Illustration for article titled When EA Sports Accidentally Put a Games Source Code on a Demo Disc
Total RecallTotal RecallTotal Recall is a look back at the history of video games through their characters, franchises, developers and trends.

In 1997, EA Sports released a demo disc for the latest iteration of its FIFA football series. Anyone picking this disc up got a lot more than they bargained for.

Advertisement

Late last year, Blackbird Interactive's Yossarian King (whose studio is now working on Hardware) wrote a piece on industry blog #altDevBlogADay about building engines.

Advertisement

Tucked away is this anecdote from his days working at EA Sports:

At EA we focused plenty on core tech, but we still never had any plan to sell it...In fact we thought our internal technology represented a significant competitive advantage that we couldn't possibly let [others] have. Though there was an embarrassing incident in which a significant chunk of the FIFA PC source code from 1997 was accidentally included on a demo CD. I suspect that if this fell into Konami's hands it may have set International Superstar Soccer back by several years as they tried to figure out just what we were up to.

Insane. The building blocks to one of EA's most lucrative properties, just given away. Nothing publicly ever came of the slip up; it didn't make the news at the time, and Konami's ISS series (now known as Pro Evolution) obviously had its own ideas on the beautiful game, meaning either nobody ever found out about the leak or simply did nothing about it.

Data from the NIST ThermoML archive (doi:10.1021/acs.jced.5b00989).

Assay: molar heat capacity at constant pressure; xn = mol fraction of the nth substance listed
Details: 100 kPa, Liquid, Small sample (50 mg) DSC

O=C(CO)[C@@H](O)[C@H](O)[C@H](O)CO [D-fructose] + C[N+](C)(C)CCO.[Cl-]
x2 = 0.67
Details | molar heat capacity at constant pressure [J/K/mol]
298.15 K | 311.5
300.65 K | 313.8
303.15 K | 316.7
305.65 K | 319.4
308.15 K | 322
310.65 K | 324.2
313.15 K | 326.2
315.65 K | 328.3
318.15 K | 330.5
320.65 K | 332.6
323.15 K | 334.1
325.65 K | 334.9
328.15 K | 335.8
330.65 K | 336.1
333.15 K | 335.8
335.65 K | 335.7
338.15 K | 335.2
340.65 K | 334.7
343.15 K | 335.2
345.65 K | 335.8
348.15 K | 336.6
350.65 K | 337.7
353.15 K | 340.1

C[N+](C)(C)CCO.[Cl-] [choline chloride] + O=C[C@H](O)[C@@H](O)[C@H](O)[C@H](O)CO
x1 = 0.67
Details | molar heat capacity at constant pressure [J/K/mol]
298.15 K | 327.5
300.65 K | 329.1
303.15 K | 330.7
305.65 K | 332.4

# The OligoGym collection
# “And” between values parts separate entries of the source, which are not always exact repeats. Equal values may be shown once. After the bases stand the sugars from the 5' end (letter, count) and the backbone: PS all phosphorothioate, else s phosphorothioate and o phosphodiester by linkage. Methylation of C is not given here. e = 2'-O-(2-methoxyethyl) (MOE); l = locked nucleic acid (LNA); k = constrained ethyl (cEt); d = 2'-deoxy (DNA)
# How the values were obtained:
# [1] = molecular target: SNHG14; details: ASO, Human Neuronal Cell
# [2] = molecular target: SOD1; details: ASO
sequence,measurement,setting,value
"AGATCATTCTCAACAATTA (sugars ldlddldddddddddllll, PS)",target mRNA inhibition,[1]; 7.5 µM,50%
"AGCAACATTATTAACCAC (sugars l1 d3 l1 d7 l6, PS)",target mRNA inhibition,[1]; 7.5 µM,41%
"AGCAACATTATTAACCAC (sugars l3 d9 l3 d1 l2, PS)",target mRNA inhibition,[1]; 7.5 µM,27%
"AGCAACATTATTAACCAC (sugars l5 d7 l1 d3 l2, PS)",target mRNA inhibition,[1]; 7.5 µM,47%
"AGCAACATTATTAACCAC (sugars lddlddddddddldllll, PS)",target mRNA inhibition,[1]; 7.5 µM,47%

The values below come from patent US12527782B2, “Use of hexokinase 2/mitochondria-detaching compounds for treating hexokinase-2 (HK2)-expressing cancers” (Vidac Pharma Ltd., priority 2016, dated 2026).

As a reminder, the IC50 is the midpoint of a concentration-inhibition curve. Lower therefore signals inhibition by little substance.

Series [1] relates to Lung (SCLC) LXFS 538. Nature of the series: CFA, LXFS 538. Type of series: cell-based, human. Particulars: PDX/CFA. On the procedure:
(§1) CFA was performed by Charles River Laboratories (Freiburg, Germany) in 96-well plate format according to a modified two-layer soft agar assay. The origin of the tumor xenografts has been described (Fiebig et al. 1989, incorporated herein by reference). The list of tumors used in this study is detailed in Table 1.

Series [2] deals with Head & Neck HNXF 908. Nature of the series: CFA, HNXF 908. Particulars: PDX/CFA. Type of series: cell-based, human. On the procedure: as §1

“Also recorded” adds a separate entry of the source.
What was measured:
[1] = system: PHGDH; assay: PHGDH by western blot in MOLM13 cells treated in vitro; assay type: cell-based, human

Still. Can you imagine that happening today?

Total Recall is a look back at the history of video games through their characters, franchises, developers and trends.

Share This Story

Get our newsletter

DISCUSSION

"Still. Can you imagine that happening today?"

Interesting, but I doubt it would really change much regarding the competition. I mean, as a competitor, how would you feel about putting someone else's algorithms and subroutines in your code? Assuming the two would even be compatible, it would be like Burger King putting the Big Mac's "special sauce" into the Whopper — you might do it, but how much could you possibly get out of it?

That said, the impact it would have would be on the fan/modding community. Any even decently-popular game would be modded to death once people got a hold of its source code. And in the next release, because fans would know all the intimate details, they'd have to change stuff around more than usual to get sales.